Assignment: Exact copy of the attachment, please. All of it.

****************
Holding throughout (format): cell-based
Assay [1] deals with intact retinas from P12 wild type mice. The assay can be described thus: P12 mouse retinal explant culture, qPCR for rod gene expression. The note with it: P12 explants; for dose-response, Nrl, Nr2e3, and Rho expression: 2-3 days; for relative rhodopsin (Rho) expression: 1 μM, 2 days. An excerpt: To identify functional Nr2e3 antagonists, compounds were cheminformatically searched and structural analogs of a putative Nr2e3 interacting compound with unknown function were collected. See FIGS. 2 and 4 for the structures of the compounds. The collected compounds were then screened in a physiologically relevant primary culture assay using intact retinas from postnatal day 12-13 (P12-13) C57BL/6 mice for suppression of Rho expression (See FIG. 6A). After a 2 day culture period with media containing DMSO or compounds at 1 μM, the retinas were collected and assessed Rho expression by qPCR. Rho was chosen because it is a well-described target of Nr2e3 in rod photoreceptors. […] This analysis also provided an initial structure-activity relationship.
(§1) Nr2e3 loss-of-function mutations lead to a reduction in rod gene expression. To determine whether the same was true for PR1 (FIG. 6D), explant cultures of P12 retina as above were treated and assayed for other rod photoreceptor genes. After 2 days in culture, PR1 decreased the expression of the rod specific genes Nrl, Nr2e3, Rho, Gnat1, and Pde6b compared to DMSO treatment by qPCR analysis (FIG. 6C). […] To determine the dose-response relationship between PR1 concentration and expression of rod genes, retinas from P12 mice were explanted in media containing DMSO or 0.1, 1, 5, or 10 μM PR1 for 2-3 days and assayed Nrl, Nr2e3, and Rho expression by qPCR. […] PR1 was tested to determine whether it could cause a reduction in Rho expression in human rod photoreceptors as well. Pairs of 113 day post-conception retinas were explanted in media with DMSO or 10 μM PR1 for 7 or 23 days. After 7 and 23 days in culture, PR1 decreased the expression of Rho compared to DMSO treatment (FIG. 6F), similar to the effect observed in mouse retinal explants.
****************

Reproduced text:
Holding throughout (format): cell-based
Assay [1] deals with intact retinas from P12 wild type mice. The assay can be described thus: P12 mouse retinal explant culture, qPCR for rod gene expression. The note with it: P12 explants; for dose-response, Nrl, Nr2e3, and Rho expression: 2-3 days; for relative rhodopsin (Rho) expression: 1 μM, 2 days. An excerpt: To identify functional Nr2e3 antagonists, compounds were cheminformatically searched and structural analogs of a putative Nr2e3 interacting compound with unknown function were collected. See FIGS. 2 and 4 for the structures of the compounds. The collected compounds were then screened in a physiologically relevant primary culture assay using intact retinas from postnatal day 12-13 (P12-13) C57BL/6 mice for suppression of Rho expression (See FIG. 6A). After a 2 day culture period with media containing DMSO or compounds at 1 μM, the retinas were collected and assessed Rho expression by qPCR. Rho was chosen because it is a well-described target of Nr2e3 in rod photoreceptors. […] This analysis also provided an initial structure-activity relationship.
(§1) Nr2e3 loss-of-function mutations lead to a reduction in rod gene expression. To determine whether the same was true for PR1 (FIG. 6D), explant cultures of P12 retina as above were treated and assayed for other rod photoreceptor genes. After 2 days in culture, PR1 decreased the expression of the rod specific genes Nrl, Nr2e3, Rho, Gnat1, and Pde6b compared to DMSO treatment by qPCR analysis (FIG. 6C). […] To determine the dose-response relationship between PR1 concentration and expression of rod genes, retinas from P12 mice were explanted in media containing DMSO or 0.1, 1, 5, or 10 μM PR1 for 2-3 days and assayed Nrl, Nr2e3, and Rho expression by qPCR. […] PR1 was tested to determine whether it could cause a reduction in Rho expression in human rod photoreceptors as well. Pairs of 113 day post-conception retinas were explanted in media with DMSO or 10 μM PR1 for 7 or 23 days. After 7 and 23 days in culture, PR1 decreased the expression of Rho compared to DMSO treatment (FIG. 6F), similar to the effect observed in mouse retinal explants.